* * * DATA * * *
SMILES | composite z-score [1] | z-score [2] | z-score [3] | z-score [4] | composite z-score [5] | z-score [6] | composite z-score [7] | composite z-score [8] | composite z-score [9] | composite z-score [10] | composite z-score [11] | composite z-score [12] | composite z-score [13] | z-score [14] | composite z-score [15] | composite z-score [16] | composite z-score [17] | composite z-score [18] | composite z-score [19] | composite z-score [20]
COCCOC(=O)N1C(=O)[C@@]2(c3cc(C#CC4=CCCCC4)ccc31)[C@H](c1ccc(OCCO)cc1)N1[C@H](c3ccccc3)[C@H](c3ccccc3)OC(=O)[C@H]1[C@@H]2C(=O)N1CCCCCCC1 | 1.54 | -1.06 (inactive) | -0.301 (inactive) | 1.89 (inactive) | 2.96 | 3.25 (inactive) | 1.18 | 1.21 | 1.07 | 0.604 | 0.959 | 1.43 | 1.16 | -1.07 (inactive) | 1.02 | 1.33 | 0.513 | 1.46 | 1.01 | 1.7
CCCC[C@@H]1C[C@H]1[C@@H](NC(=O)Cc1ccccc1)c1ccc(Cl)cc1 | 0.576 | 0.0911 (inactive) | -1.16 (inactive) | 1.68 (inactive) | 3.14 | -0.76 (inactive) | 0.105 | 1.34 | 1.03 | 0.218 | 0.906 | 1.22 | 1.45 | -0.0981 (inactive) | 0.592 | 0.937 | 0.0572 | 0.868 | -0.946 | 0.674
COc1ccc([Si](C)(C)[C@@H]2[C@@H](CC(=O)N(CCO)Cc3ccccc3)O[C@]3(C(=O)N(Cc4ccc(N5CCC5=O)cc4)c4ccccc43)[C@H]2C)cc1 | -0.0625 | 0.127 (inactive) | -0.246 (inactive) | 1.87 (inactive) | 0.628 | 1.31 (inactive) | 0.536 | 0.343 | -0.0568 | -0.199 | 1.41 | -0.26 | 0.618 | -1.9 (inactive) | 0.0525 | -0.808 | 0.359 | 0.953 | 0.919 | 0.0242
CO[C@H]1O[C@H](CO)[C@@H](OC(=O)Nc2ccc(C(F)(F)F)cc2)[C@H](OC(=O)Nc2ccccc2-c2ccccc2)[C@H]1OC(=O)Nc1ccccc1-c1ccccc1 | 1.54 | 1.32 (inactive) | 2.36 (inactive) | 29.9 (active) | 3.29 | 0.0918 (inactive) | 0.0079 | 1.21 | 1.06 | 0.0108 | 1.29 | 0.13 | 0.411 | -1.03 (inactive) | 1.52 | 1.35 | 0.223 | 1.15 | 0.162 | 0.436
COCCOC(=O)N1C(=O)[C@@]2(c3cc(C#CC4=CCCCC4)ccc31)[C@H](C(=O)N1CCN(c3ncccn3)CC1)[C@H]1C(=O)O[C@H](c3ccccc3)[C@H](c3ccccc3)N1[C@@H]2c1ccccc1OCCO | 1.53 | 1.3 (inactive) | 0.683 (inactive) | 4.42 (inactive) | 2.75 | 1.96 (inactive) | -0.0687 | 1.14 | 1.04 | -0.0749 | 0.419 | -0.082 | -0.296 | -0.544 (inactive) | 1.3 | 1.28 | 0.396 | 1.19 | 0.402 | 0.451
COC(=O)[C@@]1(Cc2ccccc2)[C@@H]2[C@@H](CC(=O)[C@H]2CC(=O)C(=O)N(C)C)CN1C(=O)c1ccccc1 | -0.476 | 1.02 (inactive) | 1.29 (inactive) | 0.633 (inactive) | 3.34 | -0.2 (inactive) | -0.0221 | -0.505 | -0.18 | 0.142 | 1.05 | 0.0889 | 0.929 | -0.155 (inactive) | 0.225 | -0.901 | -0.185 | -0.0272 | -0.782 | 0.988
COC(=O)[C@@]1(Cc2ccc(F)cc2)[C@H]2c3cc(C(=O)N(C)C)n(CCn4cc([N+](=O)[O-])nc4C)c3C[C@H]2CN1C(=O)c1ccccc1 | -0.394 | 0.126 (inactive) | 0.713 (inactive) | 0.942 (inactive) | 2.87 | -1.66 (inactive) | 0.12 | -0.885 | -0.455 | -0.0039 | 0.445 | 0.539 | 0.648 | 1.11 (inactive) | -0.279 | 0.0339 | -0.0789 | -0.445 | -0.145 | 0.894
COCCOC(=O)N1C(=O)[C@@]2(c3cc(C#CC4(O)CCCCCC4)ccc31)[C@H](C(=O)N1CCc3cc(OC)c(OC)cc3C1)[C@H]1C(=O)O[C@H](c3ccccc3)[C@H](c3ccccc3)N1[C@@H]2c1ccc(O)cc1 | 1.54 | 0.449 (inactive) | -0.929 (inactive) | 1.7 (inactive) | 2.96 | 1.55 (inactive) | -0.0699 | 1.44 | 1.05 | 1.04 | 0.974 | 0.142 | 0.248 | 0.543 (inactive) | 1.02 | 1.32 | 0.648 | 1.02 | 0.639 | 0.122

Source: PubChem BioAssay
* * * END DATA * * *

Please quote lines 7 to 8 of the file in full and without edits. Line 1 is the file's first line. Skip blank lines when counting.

COC(=O)[C@@]1(Cc2ccccc2)[C@@H]2[C@@H](CC(=O)[C@H]2CC(=O)C(=O)N(C)C)CN1C(=O)c1ccccc1 | -0.476 | 1.02 (inactive) | 1.29 (inactive) | 0.633 (inactive) | 3.34 | -0.2 (inactive) | -0.0221 | -0.505 | -0.18 | 0.142 | 1.05 | 0.0889 | 0.929 | -0.155 (inactive) | 0.225 | -0.901 | -0.185 | -0.0272 | -0.782 | 0.988
COC(=O)[C@@]1(Cc2ccc(F)cc2)[C@H]2c3cc(C(=O)N(C)C)n(CCn4cc([N+](=O)[O-])nc4C)c3C[C@H]2CN1C(=O)c1ccccc1 | -0.394 | 0.126 (inactive) | 0.713 (inactive) | 0.942 (inactive) | 2.87 | -1.66 (inactive) | 0.12 | -0.885 | -0.455 | -0.0039 | 0.445 | 0.539 | 0.648 | 1.11 (inactive) | -0.279 | 0.0339 | -0.0789 | -0.445 | -0.145 | 0.894